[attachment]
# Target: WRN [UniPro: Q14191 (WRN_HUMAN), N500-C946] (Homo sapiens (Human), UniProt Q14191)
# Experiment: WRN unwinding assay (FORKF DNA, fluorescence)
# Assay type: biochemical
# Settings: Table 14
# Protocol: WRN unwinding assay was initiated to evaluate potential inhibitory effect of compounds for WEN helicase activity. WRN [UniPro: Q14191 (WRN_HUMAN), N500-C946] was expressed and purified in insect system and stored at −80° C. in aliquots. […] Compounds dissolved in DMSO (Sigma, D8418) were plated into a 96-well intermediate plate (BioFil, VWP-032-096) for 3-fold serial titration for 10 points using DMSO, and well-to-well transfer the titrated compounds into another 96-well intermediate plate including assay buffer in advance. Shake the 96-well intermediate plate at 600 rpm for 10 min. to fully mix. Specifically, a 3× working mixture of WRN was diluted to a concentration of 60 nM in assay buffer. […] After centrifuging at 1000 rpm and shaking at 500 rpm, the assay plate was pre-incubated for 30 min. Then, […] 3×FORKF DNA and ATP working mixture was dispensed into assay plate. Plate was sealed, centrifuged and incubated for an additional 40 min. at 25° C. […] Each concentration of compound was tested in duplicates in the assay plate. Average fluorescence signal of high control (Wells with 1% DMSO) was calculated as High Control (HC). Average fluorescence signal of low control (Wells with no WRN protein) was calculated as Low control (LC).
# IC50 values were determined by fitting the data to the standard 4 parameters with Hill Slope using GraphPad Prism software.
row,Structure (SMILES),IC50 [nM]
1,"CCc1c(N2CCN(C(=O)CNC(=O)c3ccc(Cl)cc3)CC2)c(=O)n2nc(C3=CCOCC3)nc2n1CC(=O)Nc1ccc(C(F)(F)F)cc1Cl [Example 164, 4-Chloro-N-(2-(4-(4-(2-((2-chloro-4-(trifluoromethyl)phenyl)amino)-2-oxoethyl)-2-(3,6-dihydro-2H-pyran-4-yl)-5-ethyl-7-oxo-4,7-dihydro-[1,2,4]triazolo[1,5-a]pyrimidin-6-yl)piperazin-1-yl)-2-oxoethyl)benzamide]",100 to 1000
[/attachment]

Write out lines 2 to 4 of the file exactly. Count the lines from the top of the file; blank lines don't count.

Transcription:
# Experiment: WRN unwinding assay (FORKF DNA, fluorescence)
# Assay type: biochemical
# Settings: Table 14